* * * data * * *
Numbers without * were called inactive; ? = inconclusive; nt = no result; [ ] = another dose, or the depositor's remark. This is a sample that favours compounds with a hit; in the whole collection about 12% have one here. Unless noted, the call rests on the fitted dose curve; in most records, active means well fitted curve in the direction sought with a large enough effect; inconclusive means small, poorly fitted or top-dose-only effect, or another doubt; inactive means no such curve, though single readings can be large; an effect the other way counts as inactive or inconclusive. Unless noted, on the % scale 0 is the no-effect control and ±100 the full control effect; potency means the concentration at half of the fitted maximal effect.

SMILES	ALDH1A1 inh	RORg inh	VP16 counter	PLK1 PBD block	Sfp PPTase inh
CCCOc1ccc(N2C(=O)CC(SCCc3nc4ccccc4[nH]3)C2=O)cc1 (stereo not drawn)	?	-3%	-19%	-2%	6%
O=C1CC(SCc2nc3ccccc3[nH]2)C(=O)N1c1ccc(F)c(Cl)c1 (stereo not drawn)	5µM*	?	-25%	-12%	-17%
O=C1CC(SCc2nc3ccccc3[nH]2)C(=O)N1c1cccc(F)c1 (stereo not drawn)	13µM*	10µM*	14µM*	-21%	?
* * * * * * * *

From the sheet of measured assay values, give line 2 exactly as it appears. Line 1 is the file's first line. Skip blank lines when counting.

SMILES	ALDH1A1 inh	RORg inh	VP16 counter	PLK1 PBD block	Sfp PPTase inh